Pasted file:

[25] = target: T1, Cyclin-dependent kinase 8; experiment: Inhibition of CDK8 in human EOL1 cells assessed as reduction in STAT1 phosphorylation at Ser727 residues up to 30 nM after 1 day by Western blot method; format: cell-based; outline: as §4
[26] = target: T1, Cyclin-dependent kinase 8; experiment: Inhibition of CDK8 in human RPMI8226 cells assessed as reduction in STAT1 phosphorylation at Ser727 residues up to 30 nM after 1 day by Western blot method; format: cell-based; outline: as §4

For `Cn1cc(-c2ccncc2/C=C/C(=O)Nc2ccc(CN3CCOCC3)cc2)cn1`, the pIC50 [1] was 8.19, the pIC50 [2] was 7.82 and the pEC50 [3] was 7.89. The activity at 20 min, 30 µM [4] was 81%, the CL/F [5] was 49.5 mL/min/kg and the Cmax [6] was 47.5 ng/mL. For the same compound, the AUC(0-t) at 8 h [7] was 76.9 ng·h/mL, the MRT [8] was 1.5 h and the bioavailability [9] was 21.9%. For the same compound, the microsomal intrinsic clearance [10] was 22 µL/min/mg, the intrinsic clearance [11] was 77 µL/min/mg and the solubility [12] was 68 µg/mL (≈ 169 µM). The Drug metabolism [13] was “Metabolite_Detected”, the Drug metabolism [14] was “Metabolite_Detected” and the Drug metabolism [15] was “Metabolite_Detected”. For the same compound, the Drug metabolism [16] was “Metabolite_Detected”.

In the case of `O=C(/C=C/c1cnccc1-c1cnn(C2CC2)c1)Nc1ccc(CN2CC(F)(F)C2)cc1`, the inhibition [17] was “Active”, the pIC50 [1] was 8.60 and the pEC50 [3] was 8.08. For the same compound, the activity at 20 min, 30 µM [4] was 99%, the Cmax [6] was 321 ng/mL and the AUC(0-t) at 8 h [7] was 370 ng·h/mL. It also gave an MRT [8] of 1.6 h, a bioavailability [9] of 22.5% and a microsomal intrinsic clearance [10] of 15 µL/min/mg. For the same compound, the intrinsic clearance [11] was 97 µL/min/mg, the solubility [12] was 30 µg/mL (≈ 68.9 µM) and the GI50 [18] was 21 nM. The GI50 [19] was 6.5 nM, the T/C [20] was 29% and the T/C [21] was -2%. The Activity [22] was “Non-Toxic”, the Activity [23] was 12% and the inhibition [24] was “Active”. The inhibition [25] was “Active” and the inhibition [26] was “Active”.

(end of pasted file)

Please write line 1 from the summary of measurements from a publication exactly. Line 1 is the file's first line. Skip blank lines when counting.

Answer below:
[25] = target: T1, Cyclin-dependent kinase 8; experiment: Inhibition of CDK8 in human EOL1 cells assessed as reduction in STAT1 phosphorylation at Ser727 residues up to 30 nM after 1 day by Western blot method; format: cell-based; outline: as §4